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Anthrax and Other Serious Skin Disorders in Haiti

Updated on December 7, 2010

Cutaneous or Anthrax on the skin

I have seen cutaneous anthrax in Haiti.

The fact that there are so many wonderful but inexperienced people helping out in various ways due to the earthquake in Port au Prince means that there are a lot of potential victims walking around and susceptible to this disease.

Most of the cases I have seen have been around the ankle or on lower extremities, but it can be anywhere on your body where there is an open wound that the anthrax spores can come in contact with.

I usually wear leather sandals when I am in Haiti because of the heat. I wear sandals because leather shoes will mold rather quickly because of the constant heat and humidity. My sandals have served me well, but they put me at risk for anthrax. So far the same pair has survived three trips.

Anyone who goes to Haiti is supposed to be vaccinated against Anthrax, but contacting cutaneous anthrax is always a possibility, especially when you find yourself walking through fields full of cow pies and pig and goat dung and the like, going barefoot or wearing sandals. It’s obvious that you try to step around all of the things that you know you shouldn’t be stepping in.

The problem is the spores that are floating around that you can’t see. The anthrax spores find their way into a human or animal body through breaks in the skin.

I received a wound on my abdomen when I jumped out of our truck to help our interpreters when we were stuck axle-deep in the mud on a mud-rutted road. When I jumped back in the truck I noticed some blood on my shirt just above my navel. At first I thought it might have been a spider bite or the like. The wound festered immediately. The typical black scab started to appear in the center. Fearing anthrax, I started a ten-day course of the strong antibiotic ciprofloxin – brand name is Cipro.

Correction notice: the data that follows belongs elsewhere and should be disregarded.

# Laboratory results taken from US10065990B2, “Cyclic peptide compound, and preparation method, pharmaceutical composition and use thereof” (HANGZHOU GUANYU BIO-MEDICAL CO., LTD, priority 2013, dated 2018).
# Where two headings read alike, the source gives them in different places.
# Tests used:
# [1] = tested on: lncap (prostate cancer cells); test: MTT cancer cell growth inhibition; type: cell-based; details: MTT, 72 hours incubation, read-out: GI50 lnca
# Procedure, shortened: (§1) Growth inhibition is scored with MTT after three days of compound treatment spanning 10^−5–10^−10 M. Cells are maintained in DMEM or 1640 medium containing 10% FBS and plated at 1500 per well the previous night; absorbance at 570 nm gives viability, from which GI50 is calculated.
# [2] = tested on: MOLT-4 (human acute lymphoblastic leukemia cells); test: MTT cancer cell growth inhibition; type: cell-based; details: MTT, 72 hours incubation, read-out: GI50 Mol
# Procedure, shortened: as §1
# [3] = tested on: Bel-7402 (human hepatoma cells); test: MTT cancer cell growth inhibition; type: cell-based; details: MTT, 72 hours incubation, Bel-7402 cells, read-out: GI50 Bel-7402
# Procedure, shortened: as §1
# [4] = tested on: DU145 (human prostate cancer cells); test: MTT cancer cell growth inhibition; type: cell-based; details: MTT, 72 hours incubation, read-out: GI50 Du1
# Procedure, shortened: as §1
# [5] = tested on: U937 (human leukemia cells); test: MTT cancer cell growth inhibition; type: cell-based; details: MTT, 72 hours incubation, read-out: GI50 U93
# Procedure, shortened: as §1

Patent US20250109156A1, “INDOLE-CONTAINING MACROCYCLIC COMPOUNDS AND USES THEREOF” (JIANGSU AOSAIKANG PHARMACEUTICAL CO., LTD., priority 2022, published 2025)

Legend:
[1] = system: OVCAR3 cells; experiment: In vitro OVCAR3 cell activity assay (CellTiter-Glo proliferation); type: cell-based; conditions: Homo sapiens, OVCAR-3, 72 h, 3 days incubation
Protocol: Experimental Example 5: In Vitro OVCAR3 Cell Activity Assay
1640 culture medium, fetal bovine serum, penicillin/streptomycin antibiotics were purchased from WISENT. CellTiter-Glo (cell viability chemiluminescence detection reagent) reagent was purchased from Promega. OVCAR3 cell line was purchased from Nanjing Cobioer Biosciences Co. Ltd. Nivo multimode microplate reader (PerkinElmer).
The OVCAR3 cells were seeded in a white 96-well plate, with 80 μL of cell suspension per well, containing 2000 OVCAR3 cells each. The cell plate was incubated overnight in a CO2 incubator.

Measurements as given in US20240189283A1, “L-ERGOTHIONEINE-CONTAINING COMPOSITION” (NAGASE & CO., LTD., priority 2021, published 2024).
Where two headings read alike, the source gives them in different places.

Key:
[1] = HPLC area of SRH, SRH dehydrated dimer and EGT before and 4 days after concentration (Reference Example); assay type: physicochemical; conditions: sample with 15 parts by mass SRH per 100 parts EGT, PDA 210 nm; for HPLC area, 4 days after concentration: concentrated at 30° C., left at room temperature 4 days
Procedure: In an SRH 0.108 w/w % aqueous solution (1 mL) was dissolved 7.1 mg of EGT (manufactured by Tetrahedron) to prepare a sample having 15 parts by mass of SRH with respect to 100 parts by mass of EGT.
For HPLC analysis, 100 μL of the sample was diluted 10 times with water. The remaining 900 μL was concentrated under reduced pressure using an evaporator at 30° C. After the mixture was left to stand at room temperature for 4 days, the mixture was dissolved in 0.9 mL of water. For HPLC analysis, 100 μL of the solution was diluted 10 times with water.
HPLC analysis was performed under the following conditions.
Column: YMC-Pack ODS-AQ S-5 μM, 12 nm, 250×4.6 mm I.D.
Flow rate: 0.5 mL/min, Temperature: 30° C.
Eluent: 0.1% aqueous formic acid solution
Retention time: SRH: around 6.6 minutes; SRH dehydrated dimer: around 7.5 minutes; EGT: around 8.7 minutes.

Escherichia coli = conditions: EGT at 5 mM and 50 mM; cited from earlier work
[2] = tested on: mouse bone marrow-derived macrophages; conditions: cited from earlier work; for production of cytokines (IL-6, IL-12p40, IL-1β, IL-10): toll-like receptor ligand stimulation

This may or may not have been anthrax. The wound healed within a week or so. The point is that I, as a healthcare professional, was aware of the danger and did something about it right away. Others with less specific knowledge and experience may not be so lucky.

If you are in Haiti or anywhere else where there are livestock-type animals wandering around, be careful. Don’t ignore any sores of any kind. If you get any sores be sure to get them looked at by a knowledgeable doctor, just to be sure. As the old saying goes, “Better safe than sorry.”


Related article: Medical Mission to Northern Haiti


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    • PegCole17 profile image

      Peg Cole 8 years ago from Dallas, Texas

      I hope there's some type of orientation for volunteers who are helping in Haiti to warn them of this type of danger. Along with the multitudes of other hazards this could become a wide spread concern. Very informative hub. Thank you for your part in the rescue effort.

    • Judah's Daughter profile image

      Judah's Daughter 8 years ago from Roseville, CA

      DiamondRN ~ It's wonderful you're able to be over there to help ~ and what a critical point of knowledge and cure you have!! I pray this information is widely spread in Haiti now; that God would protect everyone from this!!

    • Pamela99 profile image

      Pamela Oglesby 8 years ago from United States

      Diamond, I knew when the earthquake hit with this much destruction that health issues were going to become a big issue. They need lots of fresh water, a sanitation system, vaccines, etc. Their problem are long term unfortunately. Good hub.